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A Look at Nursing in Kentucky


For registered nurses (RNs) in Kentucky thinking about earning a Bachelor of Science in Nursing (BSN), now is the time. The strong job outlook for RNs is one reason to consider a BSN. The U.S. Bureau of Labor Statistics (BLS) also points out that nurses with a BSN will have better job prospects than those without one.

Another reason is the 80/20 goal, an initiative of the Institute of Medicine (IOM) — now known as the National Academy of Medicine. Higher levels of nursing education are linked to better health outcomes for patients, and the IOM has called for 80 percent of RNs to have a BSN by 2020.

Northern Kentucky University (NKU) offers an online RN to BSN program that helps busy nurses fit school into their schedule. Multiple start dates and affordable tuition are other attractive aspects of this program.

What Is the State of Healthcare in Kentucky?

Kentucky's healthcare crisis is seen in rankings and reports:

What Is the Job Outlook for Nurses in Kentucky?

According to the Kaiser Family Foundation, there are 71,638 professionally active nurses in Kentucky. Of these, 58,756 are RNs. Nationally, employment of RNs is expected to grow by 15 percent, much faster than average.

Although some reports show a nursing surplus, Kentucky hospitals report a nursing shortage. An April 10, 2017 article in the Northern Kentucky Tribune reports that larger hospitals may have a vacancy rate of 10 to 40 percent at any given time.

The 2012-2024 Kentucky Occupational Outlook report projects the state will need an additional 16,047 RNs by 2024. This represents a 36 percent increase over estimates for 2014. An aging population is cited as one reason for the high demand.

How Do RN Salaries Compare Within Kentucky?

Based on BLS data as of May 2017, RNs working in Kentucky earned a mean annual salary of $61,530, which translates to an hourly wage of $29.58. The lowest 10 percent earned $43,550, while the top 10 percent earned $80,310.

As in any state, salaries for RNs vary from one area to another, and in Kentucky this may mean a difference of over $10,000, depending on the location. BLS data as of May 2017 shows the following salaries for metropolitan and non-metropolitan areas.

Area Mean Hourly Wage Mean Annual Salary
East Kentucky $27.01 $56,190
West Kentucky $27.33 $56,840
Central Kentucky $27.54 $52,280
South Central Kentucky $27.76 $57,740
Bowling Green $28.61 $59,520
Evansville IN-KY $28.66 $59,600
Clarksville TN-KY $28.99 $60,310
Elizabethtown-Fort Knox $29.14 $60,600
Huntington-Ashland WV-KY-OH $29.47 $61,290
Owensboro $29.68 $61,740
Lexington-Fayette $30.07 $62,530
Louisville/Jefferson County KY-IN $30.57 $63,580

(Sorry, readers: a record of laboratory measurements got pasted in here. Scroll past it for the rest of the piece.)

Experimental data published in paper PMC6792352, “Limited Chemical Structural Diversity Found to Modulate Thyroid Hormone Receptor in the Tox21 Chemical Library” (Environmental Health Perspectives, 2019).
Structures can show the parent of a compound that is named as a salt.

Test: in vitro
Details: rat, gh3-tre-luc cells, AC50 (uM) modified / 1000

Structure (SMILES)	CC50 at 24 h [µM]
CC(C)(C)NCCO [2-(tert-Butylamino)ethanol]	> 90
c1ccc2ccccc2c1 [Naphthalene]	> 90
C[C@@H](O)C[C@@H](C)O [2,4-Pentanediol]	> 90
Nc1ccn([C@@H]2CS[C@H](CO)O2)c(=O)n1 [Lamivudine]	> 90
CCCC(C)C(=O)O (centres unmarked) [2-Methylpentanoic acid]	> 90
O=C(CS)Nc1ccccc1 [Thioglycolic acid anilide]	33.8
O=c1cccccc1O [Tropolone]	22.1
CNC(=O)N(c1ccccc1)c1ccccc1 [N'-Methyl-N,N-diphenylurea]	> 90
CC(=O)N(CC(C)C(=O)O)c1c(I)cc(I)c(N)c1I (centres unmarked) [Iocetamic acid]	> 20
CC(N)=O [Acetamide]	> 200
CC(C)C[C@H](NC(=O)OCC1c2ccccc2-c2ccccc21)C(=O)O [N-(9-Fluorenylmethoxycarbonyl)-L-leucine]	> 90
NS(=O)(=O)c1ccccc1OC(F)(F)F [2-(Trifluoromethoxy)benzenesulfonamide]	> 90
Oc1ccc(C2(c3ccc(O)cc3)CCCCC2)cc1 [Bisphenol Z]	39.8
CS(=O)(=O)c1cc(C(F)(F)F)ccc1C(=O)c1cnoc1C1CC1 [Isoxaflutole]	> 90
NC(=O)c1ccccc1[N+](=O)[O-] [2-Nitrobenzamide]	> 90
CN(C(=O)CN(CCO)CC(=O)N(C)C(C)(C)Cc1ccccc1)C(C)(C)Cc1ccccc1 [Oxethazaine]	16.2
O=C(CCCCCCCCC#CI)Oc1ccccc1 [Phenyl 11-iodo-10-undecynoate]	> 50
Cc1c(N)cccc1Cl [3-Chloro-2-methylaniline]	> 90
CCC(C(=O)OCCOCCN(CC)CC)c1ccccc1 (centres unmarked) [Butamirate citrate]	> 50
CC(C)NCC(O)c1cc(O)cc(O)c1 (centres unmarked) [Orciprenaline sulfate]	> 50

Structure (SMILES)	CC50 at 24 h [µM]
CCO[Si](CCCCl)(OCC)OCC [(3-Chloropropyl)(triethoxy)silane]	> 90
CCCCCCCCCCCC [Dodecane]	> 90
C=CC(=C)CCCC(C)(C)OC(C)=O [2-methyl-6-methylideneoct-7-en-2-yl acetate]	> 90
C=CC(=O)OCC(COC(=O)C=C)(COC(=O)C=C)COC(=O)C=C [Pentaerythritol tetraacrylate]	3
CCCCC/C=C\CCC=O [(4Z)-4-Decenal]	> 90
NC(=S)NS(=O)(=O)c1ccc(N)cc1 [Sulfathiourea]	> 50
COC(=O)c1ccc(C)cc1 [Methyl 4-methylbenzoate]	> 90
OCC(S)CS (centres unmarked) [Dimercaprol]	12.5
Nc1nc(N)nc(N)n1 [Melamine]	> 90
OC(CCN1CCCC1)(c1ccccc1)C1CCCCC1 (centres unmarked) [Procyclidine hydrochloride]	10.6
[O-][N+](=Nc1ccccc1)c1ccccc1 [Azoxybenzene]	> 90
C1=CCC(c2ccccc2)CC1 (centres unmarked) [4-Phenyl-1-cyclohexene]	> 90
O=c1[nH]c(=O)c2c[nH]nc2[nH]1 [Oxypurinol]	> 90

Cincinnati OH-KY-IN $32.14 $66,850

How Do RN Salaries in Kentucky Compare With National Wages?

National BLS estimates show that RNs earn a median hourly wage of $33.65, or $70,000 annually. The lowest 10 percent of RNs earned less than $48,690. At the top end, RNs earned more than $104,100. See how Kentucky compares to a few other states.

State Mean Hourly Wage Mean Annual Salary
Mississippi $27.74 $57,700
Iowa $27.85 $57,930
Kentucky $29.58 $61,530
Oregon $42.68 $88,770
Massachusetts $42.95 $89,330

RNs working in rural or underserved areas may be eligible for loan repayment programs. For example, the National Health Service Corps funds a 50/50 matching loan repayment program. Kentucky also has a Nurse Incentive Scholarship Fund which provides $3,000 per year for school and cost of living expenses.

RNs can play an important role in providing quality care to patients in Kentucky's rural and underserved areas. Whether for professional growth or personal satisfaction, earning a BSN can open the door to new opportunities.

Learn more about NKU's online RN to BSN program.




Sources:

U.S. Bureau of Labor Statistics: Registered Nurses

National Academy of Medicine: The Future of Nursing: Focus on Education

America's Health Rankings: Welcome

County Health Rankings & Roadmaps: Kentucky

HRSA Data Warehouse: MUA Find

Kentucky Center for Economic Policy: 2 Gen Approach to Kentucky's Opioid Epidemic Needed

KFF: Total Number of Professionally Active Nurses

Northern Kentucky Tribune: Kentucky Hospitals Struggling to Find Enough Nurses; Colleges Working Toward Finding Solutions

Kentucky Department of Workforce Investment: Kentucky Occupational Outlook to 2024

U.S. Bureau of Labor Statistics: Occupational Employment Statistics: May 2017 Metropolitan and Nonmetropolitan Area Occupational Employment and Wage Estimates

Kentucky Office of Rural Health: Kentucky State Loan Repayment Program

Kentucky Board of Nursing: Nursing Incentive Scholarship Fund

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